A human and animal friendship story, readers meet Anna, who runs the Lewa Wildlife Conservancy, and Samia, a baby rhinoceros, whose mother has just left.  Anna nurses the newborn to health and eventually teaches him to live on his own in the sanctuary.

Big Papa and the Time Machine
Big Papa and the Time Machine
written by Daniel Bernstrom
illustrated by Shane W. Evans
If you teach the Notice and Note Signposts, add this one to Words of the Wiser.


Just Like Me
Just Like Me
by Vanessa Brantley-Newton
Anytime I can find a book written or illustrated by Vanessa Brantley-Newton, it goes on the must read list.  I was excited to find this new one, what I did not know is it's a collection of poetry!  Each poem features bold, brave, and brilliant girls being girls!  Sometimes they are fierce, sometimes timid, but always unique!  This is a must add to your poetry collections!

Middle Grade

The Disaster Days
The Disaster Days
by Rebecca Behrens
Definitely a book you want to hand off to your I Survived readers.
Hannah thinks she's going to babysit her next door neighbors for a few hours.  Lots of things are on her mind, like a big fight with her BFF, but all of that goes to the side when a huge earthquake hits her area.  All of sudden, she's having a babysitting adventure she never thought she would have!  Exciting book and looks like there will be a follow-up - new characters and storyline - this fall.

Efrén Divided
Efrén Divided
by Ernesto Cisneros
I've heard some really good things about this one, but what I had heard didn't even live up to the experience of reading it.  This is a book that is timely and needed.  It's raw and honest.
It's the story of Efrén and his family - his Amá and Appá and his younger siblings, Max and Mía.  It's a loving and caring and hard working family.  But they live in constant fear because Amá and Appá are illegal immigrants.  Right away in the story Amaá is deported.  The rest of the story shows the power of a family who loves each other, the raw feelings of living when something is not fair, and finding help and hope in places that surprise you.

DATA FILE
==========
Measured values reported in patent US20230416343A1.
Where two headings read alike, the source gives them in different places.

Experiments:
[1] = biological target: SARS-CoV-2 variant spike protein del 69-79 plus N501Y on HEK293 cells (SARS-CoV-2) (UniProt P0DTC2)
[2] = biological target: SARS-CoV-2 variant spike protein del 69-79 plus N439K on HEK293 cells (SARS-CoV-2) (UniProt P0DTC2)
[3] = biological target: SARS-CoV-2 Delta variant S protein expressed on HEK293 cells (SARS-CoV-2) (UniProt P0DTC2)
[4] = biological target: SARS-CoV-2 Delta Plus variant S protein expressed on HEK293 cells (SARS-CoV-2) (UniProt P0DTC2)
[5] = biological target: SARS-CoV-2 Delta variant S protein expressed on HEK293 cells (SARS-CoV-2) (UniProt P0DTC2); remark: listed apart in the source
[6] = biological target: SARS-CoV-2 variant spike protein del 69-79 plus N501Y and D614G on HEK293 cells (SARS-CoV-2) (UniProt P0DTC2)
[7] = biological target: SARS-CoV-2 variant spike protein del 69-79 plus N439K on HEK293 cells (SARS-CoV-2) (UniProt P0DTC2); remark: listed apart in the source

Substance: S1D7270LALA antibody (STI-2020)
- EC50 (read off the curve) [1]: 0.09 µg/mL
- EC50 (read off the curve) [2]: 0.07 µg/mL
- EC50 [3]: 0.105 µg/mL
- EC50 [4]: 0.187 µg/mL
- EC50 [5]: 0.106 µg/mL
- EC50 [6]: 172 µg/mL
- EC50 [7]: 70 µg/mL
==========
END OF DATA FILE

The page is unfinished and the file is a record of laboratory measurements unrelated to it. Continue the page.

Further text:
This is definitely going on my Mock Newbery list.
It publishes March 31st.  Preorder now!

Currently Reading

by Michelle Obama
I made some good progress in this book this week!  Hoping to finish it by next week.

Ana María Reyes Does Not Live in a Castle
Ana María Reyes Does Not Live in a Castle
written by Hilda Eunice Burgos
This one has been on my TBR for awhile.  It's not even the first time I've checked it out from the library.  But my friend Kristen Picone enjoyed it so I made sure to get to it this round of checkouts!

Looks like we're back to winter time in the Midwest.  Time to cozy up under a blanket again. Hope you're getting in some reading time wherever you are!

Friday, February 21, 2020

Spotlight Friday - Honey The Dog Who Saved Abe Lincoln 2.21.2020

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Spotlight:  Honey The Dog Who Saved Abe Lincoln

Who doesn't enjoy a good dog story?  A dog that saves the life of a kid?  Now that's going to make a really fun read aloud!

Honey The Dog Who Saved Abe Lincoln
written by Shari Swanson
illustrated by Chuck Groenink
published by Katherine Tegen Books

Goodreads Book Summary:
Based on a little-known tale from Abraham Lincoln’s childhood, this charming picture book written by debut author Shari Swanson and illustrated by acclaimed artist Chuck Groenink tells a classic story of a boy, his dog, and a daring rescue.

Deeply researched and charmingly told, this is the true story of one extra-special childhood rescue—a dog named Honey.

Long before Abraham Lincoln led the nation or signed the Emancipation Proclamation, he was just a barefoot kid running around Knob Creek, Kentucky, setting animals free from traps and snatching frogs out of the jaws of snakes.

One day, young Abe found a stray dog with a broken leg and named him Honey. He had no idea that the scruffy pup would find his way into Abe’s heart, become his best friend, and—one fateful day—save his life.

My thoughts
I really enjoyed this story.  It definitely is a feel good story and one that readers of all ages will enjoy.  The digital illustrations by Chuck Groenink blend perfect colors that make you feel at home in the Kentucky wilderness.  I loved seeing the cave entrance and can just imagine a young Abe Lincoln wanting to go exploring.